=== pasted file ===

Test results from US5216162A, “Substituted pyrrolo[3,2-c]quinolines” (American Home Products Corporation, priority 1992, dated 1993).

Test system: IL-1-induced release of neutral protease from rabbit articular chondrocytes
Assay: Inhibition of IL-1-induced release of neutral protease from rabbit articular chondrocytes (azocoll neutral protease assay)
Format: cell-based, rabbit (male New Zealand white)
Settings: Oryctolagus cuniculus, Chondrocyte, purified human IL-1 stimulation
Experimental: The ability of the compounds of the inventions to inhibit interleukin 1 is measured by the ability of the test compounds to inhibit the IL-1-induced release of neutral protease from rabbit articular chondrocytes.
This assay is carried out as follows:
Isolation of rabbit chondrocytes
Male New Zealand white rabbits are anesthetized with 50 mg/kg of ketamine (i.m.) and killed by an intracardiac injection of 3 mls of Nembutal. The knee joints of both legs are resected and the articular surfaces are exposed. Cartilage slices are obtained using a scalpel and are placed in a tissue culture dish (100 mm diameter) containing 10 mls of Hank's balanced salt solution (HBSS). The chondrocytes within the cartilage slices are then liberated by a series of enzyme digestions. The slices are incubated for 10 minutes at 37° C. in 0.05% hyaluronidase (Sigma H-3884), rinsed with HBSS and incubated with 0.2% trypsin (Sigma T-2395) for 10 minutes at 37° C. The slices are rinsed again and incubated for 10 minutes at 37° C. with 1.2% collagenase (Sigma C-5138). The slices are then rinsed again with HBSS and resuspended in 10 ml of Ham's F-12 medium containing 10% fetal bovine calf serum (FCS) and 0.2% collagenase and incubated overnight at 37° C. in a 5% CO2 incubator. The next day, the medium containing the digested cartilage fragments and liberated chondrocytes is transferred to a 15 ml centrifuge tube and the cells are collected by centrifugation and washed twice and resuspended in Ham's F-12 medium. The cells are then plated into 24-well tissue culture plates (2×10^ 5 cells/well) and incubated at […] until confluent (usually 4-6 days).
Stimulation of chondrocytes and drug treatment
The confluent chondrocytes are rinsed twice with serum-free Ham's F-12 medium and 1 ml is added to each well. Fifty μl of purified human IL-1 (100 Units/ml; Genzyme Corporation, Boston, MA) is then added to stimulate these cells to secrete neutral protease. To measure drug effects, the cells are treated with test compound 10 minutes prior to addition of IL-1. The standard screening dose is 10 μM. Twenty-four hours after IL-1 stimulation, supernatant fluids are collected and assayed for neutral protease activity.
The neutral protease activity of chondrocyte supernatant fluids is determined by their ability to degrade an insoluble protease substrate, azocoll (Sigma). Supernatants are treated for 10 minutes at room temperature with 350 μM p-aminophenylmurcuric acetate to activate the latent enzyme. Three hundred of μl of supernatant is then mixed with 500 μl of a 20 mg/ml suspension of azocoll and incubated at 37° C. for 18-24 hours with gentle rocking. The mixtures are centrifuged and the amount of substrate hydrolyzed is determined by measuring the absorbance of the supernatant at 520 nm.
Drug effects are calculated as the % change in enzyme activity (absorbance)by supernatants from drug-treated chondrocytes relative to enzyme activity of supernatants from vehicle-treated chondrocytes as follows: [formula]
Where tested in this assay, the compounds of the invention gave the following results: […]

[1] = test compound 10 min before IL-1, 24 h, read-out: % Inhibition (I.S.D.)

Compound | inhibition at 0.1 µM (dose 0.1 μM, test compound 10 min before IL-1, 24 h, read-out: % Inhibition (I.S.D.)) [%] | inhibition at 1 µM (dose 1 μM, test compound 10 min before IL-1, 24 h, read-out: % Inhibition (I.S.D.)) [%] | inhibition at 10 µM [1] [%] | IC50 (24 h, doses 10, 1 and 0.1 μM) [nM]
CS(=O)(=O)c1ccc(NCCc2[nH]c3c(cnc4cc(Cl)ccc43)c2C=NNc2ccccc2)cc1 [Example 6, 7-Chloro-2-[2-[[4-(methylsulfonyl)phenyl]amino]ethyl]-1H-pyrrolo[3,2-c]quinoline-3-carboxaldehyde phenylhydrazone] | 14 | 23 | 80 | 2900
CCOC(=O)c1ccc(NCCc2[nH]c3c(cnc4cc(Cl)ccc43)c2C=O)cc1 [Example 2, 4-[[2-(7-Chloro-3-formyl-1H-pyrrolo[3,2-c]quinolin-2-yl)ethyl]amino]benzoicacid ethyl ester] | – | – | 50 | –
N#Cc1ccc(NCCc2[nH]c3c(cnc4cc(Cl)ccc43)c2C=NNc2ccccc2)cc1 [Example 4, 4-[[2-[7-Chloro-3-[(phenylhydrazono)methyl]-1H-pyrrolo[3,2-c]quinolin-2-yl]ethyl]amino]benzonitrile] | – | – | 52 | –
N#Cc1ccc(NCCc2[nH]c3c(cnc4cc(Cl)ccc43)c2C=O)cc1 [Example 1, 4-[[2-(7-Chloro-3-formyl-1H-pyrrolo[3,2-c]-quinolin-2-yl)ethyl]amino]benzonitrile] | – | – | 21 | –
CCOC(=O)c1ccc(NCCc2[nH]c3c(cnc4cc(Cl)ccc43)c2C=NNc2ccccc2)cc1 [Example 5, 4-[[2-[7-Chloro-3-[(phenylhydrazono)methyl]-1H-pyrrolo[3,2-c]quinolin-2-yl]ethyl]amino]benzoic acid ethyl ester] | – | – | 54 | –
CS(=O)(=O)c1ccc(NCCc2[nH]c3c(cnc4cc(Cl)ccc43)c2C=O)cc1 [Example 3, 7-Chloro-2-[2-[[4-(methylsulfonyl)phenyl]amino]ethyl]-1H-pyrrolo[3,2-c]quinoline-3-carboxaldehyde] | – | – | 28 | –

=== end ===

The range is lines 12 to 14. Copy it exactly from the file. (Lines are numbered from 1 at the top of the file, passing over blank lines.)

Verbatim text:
The neutral protease activity of chondrocyte supernatant fluids is determined by their ability to degrade an insoluble protease substrate, azocoll (Sigma). Supernatants are treated for 10 minutes at room temperature with 350 μM p-aminophenylmurcuric acetate to activate the latent enzyme. Three hundred of μl of supernatant is then mixed with 500 μl of a 20 mg/ml suspension of azocoll and incubated at 37° C. for 18-24 hours with gentle rocking. The mixtures are centrifuged and the amount of substrate hydrolyzed is determined by measuring the absorbance of the supernatant at 520 nm.
Drug effects are calculated as the % change in enzyme activity (absorbance)by supernatants from drug-treated chondrocytes relative to enzyme activity of supernatants from vehicle-treated chondrocytes as follows: [formula]
Where tested in this assay, the compounds of the invention gave the following results: […]